The manner in which states allocate both finances and staff to different activities varies with the programs operated by the state agency, with the size of the state, with balance of responsibilities between states and localities, and with state traditions and priorities. As a group, the 46 state agencies reporting to the Public Health Foundation spent nearly $6 billion for their public health programs in 1984 (Public Health Foundation, 1986b). (This figure was for operation of public health agency programs only, and excludes Medicaid expenditures of states.) The expenditures per state ranged from $646 million in California to $13 million in Wyoming. (California is the most populous state in the country, and Wyoming is the least, save Alaska.) (U.S. Department of Commerce, 1986) Expenditures vary both with size of population and with the scope of responsibilities carried out by state agencies. Public health agency dollars per citizen range from the low 20s to the high 20s between states. (U.S. Department of Commerce, 1986)
Environmental programs are mainly handled by the Environmental Protection Agency and by the Agricultural Department. These agencies conduct assessment activities, develop policies and standards, provide direct services and technical assistance to states and localities, and conduct research. The Environmental Protection Agency has programs in air pollution and water pollution control, hazardous waste cleanup, control of pesticides, radiation protection, and research. (Haskell and Price, 1973) Some of these programs are direct federal activities, and some provide assistance to state environmental departments and state health agencies. The Agricultural Department has services for food safety and inspection, sanitation, and assessment of both plant and animal diseases. These services are predominantly federally run. The federal government spent more than $3.5 billion on environmental programs in 1986. (Executive Office of the President, Office of Management and Budget, 1987)
The majority of federal mental health programs are sponsored by the Public Health Service in the Alcohol, Drug Abuse, and Mental Health Administration. This administration predominantly conducts its programs through grants and contracts to states, localities, and private organizations. Some additional mental health programs are conducted through other departments, for example, Department of Education programs for the handicapped. The federal government is also involved in directly financing mental health care through the Medicare and Medicaid programs and in directly providing mental health care through the operation of a mental health hospital. The federal government spent more than $3 billion on mental health programs and care in 1983 in contracts and grants and in financing care for individuals. (Mazade et al., 1985a)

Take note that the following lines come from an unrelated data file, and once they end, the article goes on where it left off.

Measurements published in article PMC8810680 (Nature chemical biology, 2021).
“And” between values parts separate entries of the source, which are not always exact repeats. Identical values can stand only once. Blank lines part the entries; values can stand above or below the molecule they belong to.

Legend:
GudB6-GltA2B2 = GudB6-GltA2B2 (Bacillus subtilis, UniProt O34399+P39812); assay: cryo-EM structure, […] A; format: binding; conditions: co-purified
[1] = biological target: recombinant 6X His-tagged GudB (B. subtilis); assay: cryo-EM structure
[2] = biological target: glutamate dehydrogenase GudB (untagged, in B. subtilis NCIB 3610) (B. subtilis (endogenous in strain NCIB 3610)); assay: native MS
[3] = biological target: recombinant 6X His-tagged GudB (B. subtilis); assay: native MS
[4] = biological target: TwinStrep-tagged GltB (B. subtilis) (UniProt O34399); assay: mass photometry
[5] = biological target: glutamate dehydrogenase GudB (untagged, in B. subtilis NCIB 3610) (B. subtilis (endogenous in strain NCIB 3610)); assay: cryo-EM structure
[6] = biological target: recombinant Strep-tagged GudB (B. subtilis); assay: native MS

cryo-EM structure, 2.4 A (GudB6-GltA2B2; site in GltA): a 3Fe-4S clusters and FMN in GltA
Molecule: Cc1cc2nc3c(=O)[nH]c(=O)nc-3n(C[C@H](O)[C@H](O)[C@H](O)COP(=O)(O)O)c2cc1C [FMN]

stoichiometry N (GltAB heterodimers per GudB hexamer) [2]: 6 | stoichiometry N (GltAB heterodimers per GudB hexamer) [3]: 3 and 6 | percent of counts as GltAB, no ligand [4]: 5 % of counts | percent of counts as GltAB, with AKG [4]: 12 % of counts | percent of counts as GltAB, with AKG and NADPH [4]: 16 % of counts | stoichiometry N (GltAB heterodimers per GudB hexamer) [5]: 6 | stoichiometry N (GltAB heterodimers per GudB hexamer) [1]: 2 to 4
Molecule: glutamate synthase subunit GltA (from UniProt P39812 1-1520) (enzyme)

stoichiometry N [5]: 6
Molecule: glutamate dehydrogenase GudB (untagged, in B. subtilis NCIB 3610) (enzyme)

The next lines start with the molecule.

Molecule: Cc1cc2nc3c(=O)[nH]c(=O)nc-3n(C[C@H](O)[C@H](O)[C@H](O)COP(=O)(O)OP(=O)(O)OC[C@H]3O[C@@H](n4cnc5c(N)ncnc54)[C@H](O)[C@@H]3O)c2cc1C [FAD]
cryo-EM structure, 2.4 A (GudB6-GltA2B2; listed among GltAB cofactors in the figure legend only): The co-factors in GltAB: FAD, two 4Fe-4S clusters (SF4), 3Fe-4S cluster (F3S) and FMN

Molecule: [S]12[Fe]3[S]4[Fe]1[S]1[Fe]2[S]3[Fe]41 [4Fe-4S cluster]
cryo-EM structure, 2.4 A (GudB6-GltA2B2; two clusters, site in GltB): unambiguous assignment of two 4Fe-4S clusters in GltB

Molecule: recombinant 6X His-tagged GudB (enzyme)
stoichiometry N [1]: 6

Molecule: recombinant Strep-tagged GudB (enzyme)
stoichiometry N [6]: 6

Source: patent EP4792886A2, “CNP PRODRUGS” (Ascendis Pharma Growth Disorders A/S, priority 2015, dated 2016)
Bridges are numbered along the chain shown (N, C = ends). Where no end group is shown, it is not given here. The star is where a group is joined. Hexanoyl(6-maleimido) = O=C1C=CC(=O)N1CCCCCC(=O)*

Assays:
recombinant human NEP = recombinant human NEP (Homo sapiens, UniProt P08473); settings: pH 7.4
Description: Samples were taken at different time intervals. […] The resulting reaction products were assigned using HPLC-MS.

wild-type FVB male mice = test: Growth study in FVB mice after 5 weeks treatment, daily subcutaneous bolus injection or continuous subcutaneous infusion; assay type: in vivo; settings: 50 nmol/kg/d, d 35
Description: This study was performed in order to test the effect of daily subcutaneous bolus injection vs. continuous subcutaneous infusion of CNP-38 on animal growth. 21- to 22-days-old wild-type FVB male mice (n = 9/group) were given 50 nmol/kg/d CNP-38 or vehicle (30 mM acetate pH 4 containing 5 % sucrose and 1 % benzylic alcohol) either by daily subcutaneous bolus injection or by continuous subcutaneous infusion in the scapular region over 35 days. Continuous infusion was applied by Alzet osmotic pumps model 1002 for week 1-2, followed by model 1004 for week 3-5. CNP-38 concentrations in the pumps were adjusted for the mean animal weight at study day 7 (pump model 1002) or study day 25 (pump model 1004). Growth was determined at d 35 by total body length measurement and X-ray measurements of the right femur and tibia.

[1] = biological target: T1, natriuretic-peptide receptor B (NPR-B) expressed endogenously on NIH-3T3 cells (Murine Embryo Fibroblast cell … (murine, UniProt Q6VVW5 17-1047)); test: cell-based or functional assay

Several new elements have been incorporated into the 2017 guidelines. First, to support updated recommendations on the use of NPIs, the latest scientific evidence available since the influenza A (H1N1)pdm09 pandemic has been added. Second, a summary of lessons learned from the 2009 H1N1 pandemic response is presented to underscore the importance of broad and flexible prepandemic planning. Third, a new section on community engagement has been included to highlight that the timely and effective use of NPIs depends on community acceptance and active participation. Fourth, to provide new or updated pandemic assessment and planning tools, the novel influenza virus pandemic intervals tool, the Influenza Risk Assessment Tool, the Pandemic Severity Assessment Framework, and a set of prepandemic planning scenarios are described. Finally, to facilitate implementation of the updated guidelines and to assist states and localities with prepandemic planning and decision-making, this report links to six supplemental prepandemic NPI planning guides for different community settings that are available online ( -interventions).
The decision regarding whether and when to recommend additional NPIs is another component ( Table 3). State and local public health departments might use certain influenza surveillance indicators to help decide when to consider implementing NPIs such as school closures and dismissals and other social distancing measures in schools, workplaces, and public settings during an influenza pandemic. The choice of influenza surveillance indicators might differ among states and localities, depending on the availability and capacity of their public health resources. Examples of possible influenza surveillance indicators include additional patient visits to health care providers for influenza-like illness (ILI) and increased geographic spread of influenza within a state. Indicators for school closures and dismissals might include increased school absenteeism rates or the earliest laboratory-confirmed influenza cases among students, teachers, or staff members. Indicators that might help confirm that NPI implementation should continue include increased influenza-associated hospitalizations or increases in adult or pediatric deaths attributed to influenza. Additional information about NPI prepandemic planning is available (s